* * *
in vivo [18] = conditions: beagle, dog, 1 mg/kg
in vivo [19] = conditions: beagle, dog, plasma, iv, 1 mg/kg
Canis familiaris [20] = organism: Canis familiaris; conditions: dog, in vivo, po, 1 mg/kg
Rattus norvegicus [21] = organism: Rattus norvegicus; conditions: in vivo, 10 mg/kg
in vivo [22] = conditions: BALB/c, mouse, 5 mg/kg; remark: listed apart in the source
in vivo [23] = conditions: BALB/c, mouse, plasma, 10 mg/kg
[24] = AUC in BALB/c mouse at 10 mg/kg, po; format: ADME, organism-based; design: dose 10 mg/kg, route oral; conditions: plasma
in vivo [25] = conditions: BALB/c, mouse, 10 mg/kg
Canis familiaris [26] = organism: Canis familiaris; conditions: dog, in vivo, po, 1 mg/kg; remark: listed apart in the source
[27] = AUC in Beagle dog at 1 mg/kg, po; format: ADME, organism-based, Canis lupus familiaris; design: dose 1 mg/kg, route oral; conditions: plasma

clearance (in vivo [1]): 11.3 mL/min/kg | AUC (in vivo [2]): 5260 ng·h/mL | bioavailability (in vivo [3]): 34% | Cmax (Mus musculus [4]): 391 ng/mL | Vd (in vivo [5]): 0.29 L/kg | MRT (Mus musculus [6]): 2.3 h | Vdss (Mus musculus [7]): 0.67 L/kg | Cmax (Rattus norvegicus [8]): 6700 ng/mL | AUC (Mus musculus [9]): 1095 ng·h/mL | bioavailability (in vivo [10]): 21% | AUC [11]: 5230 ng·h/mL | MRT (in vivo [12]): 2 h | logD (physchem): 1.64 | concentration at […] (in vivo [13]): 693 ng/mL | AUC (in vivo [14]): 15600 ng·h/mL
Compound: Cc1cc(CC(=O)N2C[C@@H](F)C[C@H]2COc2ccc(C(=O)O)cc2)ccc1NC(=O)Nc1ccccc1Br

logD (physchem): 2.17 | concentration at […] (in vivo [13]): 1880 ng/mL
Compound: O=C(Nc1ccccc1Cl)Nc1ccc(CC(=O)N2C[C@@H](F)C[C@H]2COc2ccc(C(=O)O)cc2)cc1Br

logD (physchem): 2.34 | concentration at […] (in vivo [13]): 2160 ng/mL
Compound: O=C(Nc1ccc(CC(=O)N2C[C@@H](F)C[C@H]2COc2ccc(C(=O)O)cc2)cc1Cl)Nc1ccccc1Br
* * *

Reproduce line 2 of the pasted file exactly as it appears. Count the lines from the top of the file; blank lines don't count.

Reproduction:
in vivo [19] = conditions: beagle, dog, plasma, iv, 1 mg/kg